Cate od the Art: Strong on and off screen, Tár star Cate Blanchett finds it hard to leave the limelight
Porcelain perfection is what many would instantly notice about Cate Blanchett. Shining on the big screen is a quality she has always had, and it is hard to think of times over the past decade when she wasn’t having a big year. With that caveat, the Australian Hollywood actress is enjoying a massive 2023 following her outstanding performance in the Todd Field epic, Tár.
The 53-year-old thespian is known for her versatile work across independent films, blockbusters and the stage and has received numerous accolades, including two Academy Awards, four British Academy Film Awards and four Golden Globe Awards, in addition to nominations for a Tony and two Primetime Emmys. Every award-giving body out there has given Blanchett the attention she so richly deserves.
Taking the biscuit
It’s always fascinating to look back on the humble beginnings of celebrated icons – and for Cate Blanchett, this is the iconic TV commercial for Tim Tam, the chocolate biscuits sold in her homeland. In between theatre roles after she finished a degree in fine arts, the Melbourne native played a woman who, after freeing a genie from a lamp, is granted three wishes. Blanchett’s cookie-craving character merely requests an endless supply of Tim Tams.
Blanchett’s extensive appearances both on screen and stage can be traced back to 1992 when she debuted as Electra in the Australian National Institute of Dramatic Art production of the play of the same name. From there, she landed her first leading role on local television in 1994’s Heartland, and Bordertown with Hugo Weaving in 1995.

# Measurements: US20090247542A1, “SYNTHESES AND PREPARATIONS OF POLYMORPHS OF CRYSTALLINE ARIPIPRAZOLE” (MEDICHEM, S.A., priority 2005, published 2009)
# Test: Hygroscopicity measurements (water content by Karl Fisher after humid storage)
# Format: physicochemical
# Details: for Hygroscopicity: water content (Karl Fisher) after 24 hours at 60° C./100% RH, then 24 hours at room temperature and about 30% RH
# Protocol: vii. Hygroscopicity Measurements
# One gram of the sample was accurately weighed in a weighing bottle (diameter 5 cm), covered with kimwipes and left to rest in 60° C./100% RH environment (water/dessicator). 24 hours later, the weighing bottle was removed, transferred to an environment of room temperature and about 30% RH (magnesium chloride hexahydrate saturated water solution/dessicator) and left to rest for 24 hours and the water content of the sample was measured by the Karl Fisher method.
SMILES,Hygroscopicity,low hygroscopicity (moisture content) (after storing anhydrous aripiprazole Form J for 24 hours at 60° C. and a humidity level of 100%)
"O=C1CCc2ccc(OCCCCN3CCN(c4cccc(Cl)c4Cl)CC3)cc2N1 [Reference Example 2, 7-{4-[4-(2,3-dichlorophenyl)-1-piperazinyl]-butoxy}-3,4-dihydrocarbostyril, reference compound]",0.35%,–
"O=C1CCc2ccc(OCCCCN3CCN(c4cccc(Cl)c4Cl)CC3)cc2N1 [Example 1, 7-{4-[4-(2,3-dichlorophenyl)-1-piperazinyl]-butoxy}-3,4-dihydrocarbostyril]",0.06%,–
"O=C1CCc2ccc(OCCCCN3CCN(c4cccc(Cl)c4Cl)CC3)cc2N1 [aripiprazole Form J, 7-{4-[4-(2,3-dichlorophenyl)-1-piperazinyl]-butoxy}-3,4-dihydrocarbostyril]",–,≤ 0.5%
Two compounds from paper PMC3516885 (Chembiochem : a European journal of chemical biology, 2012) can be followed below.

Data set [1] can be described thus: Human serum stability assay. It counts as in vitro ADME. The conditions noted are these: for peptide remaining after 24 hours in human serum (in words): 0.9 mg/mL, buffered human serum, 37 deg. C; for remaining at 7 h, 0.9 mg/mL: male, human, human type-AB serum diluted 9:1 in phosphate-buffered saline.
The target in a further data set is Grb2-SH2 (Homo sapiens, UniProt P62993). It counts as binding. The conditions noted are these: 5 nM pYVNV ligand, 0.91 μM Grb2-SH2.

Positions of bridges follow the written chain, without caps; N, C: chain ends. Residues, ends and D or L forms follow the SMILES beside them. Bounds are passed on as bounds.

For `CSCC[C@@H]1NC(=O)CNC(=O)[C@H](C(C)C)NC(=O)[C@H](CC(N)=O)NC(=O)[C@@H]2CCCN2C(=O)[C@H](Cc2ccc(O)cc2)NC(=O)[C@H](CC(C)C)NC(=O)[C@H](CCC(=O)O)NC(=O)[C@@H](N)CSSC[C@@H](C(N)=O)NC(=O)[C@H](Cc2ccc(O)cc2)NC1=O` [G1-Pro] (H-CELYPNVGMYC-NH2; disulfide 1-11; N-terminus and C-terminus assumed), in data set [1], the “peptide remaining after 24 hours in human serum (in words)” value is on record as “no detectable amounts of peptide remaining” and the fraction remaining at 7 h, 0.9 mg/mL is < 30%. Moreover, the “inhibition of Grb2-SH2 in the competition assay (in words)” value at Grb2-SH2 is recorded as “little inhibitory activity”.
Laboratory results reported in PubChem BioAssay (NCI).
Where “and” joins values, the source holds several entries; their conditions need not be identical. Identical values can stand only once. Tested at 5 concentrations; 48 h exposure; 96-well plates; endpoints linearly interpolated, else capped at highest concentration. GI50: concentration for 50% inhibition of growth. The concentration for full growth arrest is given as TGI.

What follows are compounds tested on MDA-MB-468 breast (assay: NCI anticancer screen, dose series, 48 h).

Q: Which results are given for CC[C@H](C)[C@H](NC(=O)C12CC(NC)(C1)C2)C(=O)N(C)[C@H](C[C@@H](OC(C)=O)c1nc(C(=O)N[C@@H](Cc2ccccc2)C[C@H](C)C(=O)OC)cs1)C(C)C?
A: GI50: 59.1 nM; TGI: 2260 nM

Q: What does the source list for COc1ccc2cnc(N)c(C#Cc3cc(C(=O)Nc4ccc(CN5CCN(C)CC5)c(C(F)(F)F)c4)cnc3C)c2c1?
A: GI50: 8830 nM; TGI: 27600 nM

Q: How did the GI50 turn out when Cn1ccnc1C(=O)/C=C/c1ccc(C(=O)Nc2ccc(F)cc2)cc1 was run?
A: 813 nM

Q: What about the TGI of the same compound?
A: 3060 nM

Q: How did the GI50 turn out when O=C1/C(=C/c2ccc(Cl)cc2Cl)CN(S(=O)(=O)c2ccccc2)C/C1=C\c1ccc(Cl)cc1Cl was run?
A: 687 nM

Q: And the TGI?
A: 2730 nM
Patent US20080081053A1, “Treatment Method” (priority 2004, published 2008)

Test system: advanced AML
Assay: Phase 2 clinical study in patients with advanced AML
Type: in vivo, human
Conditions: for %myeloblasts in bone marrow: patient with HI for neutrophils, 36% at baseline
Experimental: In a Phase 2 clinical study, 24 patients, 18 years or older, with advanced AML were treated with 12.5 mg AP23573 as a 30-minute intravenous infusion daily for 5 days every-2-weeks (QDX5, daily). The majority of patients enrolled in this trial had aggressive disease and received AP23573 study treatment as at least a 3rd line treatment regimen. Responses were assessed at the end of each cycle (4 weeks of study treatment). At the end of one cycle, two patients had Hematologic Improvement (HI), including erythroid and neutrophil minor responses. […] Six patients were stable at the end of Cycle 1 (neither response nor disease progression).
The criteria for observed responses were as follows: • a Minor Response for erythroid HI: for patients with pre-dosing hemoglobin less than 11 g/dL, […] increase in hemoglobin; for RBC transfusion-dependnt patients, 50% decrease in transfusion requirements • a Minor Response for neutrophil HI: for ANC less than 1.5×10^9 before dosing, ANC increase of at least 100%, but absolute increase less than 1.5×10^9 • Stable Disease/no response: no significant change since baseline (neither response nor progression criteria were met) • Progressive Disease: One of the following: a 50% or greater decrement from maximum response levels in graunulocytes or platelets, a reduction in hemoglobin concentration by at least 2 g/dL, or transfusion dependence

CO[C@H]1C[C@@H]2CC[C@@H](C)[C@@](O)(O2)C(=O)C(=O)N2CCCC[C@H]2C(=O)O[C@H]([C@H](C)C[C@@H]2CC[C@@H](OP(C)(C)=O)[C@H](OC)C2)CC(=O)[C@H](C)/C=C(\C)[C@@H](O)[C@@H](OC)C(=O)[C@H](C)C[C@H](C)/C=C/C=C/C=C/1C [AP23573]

The international viewing public first discovered Blanchett’s incredible potential for transformation in 1998 when she played Elizabeth I in Shekhar Kapur’s Elizabeth. Pale-faced, with flame-red hair and a steely character, the actress gave a punchy performance as the British monarch who took the throne in 1558 at the age of 25. The Virgin Queen ruled England during one of its most opulent eras in a world dominated by men. She received both a Bafta and a Golden Globe for Best Actress for the breakthrough role.
The Great Pretender
After headline-hitting roles in The Talented Mr. Ripley and The Lord of the Rings, she appeared in the seminal 2003 film Coffee and Cigarettes by Jim Jarmusch. She portrayed both herself and a fictitious cousin, Shelly, in one of 11 vignettes shot in black and white. One more time Cate played chameleon on screen.
Blanchett is also the only actress in history to be nominated for the same role, following up her lead turn in Elizabeth with a sequel, Elizabeth: The Golden Age, nine years later. Her Oscar triumph for portraying Katharine Hepburn in The Aviator made her the first person to win the award for playing another Oscar winner.
Complex metamorphoses and playing people of the other sex do not faze her. She stunned reviewers and viewers in 2007 when she appeared as Bob Dylan in Todd Haynes’ biopic I’m Not There. Dylan was played by six different actors at six different phases of his life, with Blanchett turning in a standout performance. This role brought her a notable distinction: she is one of three women to be nominated for an Oscar for portraying a man.
“I wanted to be him,” Blanchett has said of the singer. “It’s the first time I ever had that feeling. I actually wanted to be Dylan. Ultimately, he just really didn’t care. He’s on his own path.”
(Read the full article in the May 2023 issue (pg: 114). Available on the Gafencu app on Android and Apple.)